Several other projects are in contact with Species360 about using ZIMS to record and protect critical species data.  Some already have access and will soon begin recording data in ZIMS. Some are still in the early stages of exploring the use of ZIMS.  We also have existing members actively collecting data on animals in the wild, including those being monitored close to or within a facility and sometimes in rescue, breeding, head start facilities or in their native habitat. 

We are very open with early adopters, ensuring they realize ZIMS was not explicitly built for their purposes and that we will strive to improve the software on their behalf – and that we will want all of their feedback.  As these members will certainly not drive revenue to support significant and expensive software development we are pursuing funding, including community support, philanthropic giving, and grant requests on their behalf or in partnership with them.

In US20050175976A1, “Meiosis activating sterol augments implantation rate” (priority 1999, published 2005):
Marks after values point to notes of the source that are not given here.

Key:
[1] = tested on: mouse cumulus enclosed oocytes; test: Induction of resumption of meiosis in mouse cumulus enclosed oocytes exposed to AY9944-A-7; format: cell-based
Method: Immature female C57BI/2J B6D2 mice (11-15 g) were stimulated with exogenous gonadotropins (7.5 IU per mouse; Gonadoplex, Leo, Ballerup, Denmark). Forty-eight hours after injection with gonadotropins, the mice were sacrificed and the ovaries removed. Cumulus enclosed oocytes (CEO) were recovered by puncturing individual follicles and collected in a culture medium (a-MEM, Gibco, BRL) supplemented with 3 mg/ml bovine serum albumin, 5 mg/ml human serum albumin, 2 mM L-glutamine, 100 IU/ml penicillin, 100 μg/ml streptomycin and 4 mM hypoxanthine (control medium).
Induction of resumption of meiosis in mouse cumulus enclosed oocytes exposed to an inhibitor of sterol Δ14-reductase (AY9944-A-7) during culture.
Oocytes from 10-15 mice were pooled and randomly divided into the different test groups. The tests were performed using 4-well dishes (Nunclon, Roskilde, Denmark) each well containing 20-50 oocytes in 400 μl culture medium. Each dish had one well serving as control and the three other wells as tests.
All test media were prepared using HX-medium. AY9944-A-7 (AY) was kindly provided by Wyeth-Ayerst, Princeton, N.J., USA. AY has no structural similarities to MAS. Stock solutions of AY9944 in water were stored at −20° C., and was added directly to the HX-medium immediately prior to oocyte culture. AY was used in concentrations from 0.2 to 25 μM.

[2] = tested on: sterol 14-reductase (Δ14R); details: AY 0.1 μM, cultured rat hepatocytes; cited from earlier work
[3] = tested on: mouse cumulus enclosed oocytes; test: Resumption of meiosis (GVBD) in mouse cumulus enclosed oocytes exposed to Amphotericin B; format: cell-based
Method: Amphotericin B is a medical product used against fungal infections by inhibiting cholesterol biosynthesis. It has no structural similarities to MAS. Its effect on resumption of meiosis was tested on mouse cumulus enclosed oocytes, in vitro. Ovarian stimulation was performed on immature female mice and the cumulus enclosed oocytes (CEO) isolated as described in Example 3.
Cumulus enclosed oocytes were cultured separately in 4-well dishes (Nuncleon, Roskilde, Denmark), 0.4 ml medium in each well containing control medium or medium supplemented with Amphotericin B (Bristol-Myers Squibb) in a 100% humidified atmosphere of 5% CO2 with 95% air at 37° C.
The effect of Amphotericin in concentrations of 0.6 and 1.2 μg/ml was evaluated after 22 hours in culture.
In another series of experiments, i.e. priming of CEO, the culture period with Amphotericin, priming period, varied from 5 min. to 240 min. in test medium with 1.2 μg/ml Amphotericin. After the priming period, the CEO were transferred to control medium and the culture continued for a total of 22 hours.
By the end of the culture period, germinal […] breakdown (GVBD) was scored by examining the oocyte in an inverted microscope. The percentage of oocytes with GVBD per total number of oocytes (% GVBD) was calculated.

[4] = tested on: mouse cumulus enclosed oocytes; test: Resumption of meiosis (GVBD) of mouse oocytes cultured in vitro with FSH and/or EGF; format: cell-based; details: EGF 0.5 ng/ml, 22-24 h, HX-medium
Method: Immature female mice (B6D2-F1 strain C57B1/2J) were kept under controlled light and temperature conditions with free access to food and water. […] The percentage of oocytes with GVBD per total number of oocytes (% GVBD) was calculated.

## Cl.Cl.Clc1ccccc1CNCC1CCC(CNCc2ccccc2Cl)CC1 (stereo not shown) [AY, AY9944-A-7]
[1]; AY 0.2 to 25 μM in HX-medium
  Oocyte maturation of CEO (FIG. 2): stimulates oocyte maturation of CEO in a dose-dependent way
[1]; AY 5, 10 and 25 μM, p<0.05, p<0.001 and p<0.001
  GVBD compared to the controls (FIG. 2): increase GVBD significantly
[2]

As with all of our software we have a long list of development needs.  Here are some of the highlights that will be required to support these users: 

  • Track field sightings and tracking details
  • Mapping capabilities (e.g. GPS tracking, sighting location, etc.)
  • Accession animals without ownership or physical possession
  • Users create their own data field (similar to user defined field in studbooks)
  • Flag animals as in situ vs captive and a clear definition of the two (or the spectrum) 
  • Data export to evaluate raw data for research (a similar need to ex situ data)

We are excited about this new group of members as they are all doing amazing work, on the ground, in the interest of species conservation. We will keep you informed as this important work continues.  Please let us know if you are aware of other in situ projects or organizations that are candidates for Species360 members.  And thank you for those of you that have already helped us make these valuable connections.